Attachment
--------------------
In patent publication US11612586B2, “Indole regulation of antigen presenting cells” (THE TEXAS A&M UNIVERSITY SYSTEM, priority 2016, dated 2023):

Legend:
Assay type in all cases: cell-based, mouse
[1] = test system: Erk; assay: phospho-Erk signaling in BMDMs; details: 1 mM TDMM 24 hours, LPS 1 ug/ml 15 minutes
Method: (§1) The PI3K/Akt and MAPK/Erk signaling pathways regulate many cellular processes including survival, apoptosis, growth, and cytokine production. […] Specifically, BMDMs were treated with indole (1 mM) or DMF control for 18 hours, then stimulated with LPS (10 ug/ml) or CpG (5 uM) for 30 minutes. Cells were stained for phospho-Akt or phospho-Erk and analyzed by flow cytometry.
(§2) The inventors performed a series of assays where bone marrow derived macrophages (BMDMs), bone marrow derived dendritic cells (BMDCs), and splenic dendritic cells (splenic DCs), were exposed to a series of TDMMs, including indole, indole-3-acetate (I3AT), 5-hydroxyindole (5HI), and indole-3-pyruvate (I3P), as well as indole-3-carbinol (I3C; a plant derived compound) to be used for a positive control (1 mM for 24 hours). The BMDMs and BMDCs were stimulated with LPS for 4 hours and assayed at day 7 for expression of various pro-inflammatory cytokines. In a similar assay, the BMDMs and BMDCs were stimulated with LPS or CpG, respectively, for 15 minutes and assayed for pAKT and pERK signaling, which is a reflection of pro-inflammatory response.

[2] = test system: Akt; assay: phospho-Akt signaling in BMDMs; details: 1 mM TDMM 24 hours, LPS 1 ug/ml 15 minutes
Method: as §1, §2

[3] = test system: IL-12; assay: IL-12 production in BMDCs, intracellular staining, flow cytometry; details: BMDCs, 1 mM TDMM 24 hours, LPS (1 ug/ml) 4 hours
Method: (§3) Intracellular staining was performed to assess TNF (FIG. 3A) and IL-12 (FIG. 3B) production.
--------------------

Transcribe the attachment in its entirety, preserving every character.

In patent publication US11612586B2, “Indole regulation of antigen presenting cells” (THE TEXAS A&M UNIVERSITY SYSTEM, priority 2016, dated 2023):

Legend:
Assay type in all cases: cell-based, mouse
[1] = test system: Erk; assay: phospho-Erk signaling in BMDMs; details: 1 mM TDMM 24 hours, LPS 1 ug/ml 15 minutes
Method: (§1) The PI3K/Akt and MAPK/Erk signaling pathways regulate many cellular processes including survival, apoptosis, growth, and cytokine production. […] Specifically, BMDMs were treated with indole (1 mM) or DMF control for 18 hours, then stimulated with LPS (10 ug/ml) or CpG (5 uM) for 30 minutes. Cells were stained for phospho-Akt or phospho-Erk and analyzed by flow cytometry.
(§2) The inventors performed a series of assays where bone marrow derived macrophages (BMDMs), bone marrow derived dendritic cells (BMDCs), and splenic dendritic cells (splenic DCs), were exposed to a series of TDMMs, including indole, indole-3-acetate (I3AT), 5-hydroxyindole (5HI), and indole-3-pyruvate (I3P), as well as indole-3-carbinol (I3C; a plant derived compound) to be used for a positive control (1 mM for 24 hours). The BMDMs and BMDCs were stimulated with LPS for 4 hours and assayed at day 7 for expression of various pro-inflammatory cytokines. In a similar assay, the BMDMs and BMDCs were stimulated with LPS or CpG, respectively, for 15 minutes and assayed for pAKT and pERK signaling, which is a reflection of pro-inflammatory response.

[2] = test system: Akt; assay: phospho-Akt signaling in BMDMs; details: 1 mM TDMM 24 hours, LPS 1 ug/ml 15 minutes
Method: as §1, §2

[3] = test system: IL-12; assay: IL-12 production in BMDCs, intracellular staining, flow cytometry; details: BMDCs, 1 mM TDMM 24 hours, LPS (1 ug/ml) 4 hours
Method: (§3) Intracellular staining was performed to assess TNF (FIG. 3A) and IL-12 (FIG. 3B) production.